Wednesday, November 07, 2012

Changing Your Own Attitude

Have you ever known that you were absolutely in the wrong mood for what you had to do next?

You know that your attitude changes your effectiveness.  The question becomes how you can change your own attitude. Your current attitude colours all your perceptions. That makes it very hard to perceive the differences that would allow you to build a different attitude.  Many people don't even try. They just wait it out, hoping that the next mood that hits will be more useful. Or they pretend that attitude is something that only happens to other people.

A more useful approach has three steps:

1) Move your body.
2) Connect with a new rhythm.
3) Borrow the best available attitude.

It's hard to change your own mind. It's easier to change your body.  If you want to signal yourself to get moving, try moving.  A walk, a run, a climb up stairs: any of them will get the blood flowing, adjust your breathing and rhythms, and suggest to your whole brain that it look for ways of moving forward. If you can't make it to a gym, then make an extra trip down the hall or take the stairs when you go for coffee.  Moving creates change in your body that begins to change the energy and thoughts available to you.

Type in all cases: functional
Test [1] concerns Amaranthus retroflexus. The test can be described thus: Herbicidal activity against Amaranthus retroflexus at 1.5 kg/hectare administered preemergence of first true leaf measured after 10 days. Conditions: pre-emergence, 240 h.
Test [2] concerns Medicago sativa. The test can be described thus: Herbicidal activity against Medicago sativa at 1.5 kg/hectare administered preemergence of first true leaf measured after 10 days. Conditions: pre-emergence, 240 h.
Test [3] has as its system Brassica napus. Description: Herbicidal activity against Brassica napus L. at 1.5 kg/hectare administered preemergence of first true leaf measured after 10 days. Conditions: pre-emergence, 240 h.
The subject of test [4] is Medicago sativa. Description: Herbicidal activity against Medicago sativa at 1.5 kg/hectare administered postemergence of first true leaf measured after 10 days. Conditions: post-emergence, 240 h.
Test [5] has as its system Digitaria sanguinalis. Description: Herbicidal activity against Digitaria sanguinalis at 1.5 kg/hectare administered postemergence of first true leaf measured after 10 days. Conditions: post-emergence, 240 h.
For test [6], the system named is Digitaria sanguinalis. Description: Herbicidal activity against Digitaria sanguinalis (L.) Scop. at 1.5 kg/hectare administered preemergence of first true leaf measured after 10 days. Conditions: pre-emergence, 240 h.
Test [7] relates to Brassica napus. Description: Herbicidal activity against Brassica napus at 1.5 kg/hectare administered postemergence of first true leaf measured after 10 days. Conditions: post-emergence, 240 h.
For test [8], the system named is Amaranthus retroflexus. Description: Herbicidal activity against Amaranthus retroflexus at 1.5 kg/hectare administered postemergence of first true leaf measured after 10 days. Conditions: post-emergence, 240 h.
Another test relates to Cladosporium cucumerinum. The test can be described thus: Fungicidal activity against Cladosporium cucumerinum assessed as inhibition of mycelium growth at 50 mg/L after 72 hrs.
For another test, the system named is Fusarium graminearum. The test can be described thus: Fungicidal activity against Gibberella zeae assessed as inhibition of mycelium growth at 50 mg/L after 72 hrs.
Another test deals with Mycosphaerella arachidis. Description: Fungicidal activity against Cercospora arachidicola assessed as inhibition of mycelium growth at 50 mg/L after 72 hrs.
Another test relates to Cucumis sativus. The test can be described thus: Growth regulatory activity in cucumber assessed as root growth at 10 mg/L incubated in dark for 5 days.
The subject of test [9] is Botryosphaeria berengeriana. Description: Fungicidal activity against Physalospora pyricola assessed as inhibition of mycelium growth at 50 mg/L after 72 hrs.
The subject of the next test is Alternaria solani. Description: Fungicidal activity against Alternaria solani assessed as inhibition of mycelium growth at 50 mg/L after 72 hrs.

Notice your natural rhythm. It will show up in your gestures, your walk, your breathing, your voice. "Natural" means the rhythm that accompanies your current attitude.  If you would prefer a different attitude, then begin to find a different rhythm. Listen to music that is a little slower or faster (not a lot, just a little) than your own rhythm. Notice someone who is walking faster or slower and let them set your pace. Listen to the voices around you and let yourself get in sync with one that suits the attitude you would rather have now.

And finally, notice that there are people available to you who have some of the energy, focus, or optimism that would be useful to you.  Borrow some of that. The great thing about allowing yourself to be drawn into someone else's useful attitude is that they are reinforced, not drained.  So when you allow yourself to connect and move into the flow of someone whose attitude would make you more effective, you do something good for yourself without cost to anyone else.  You also find that you are looking at the people around you as potential resources.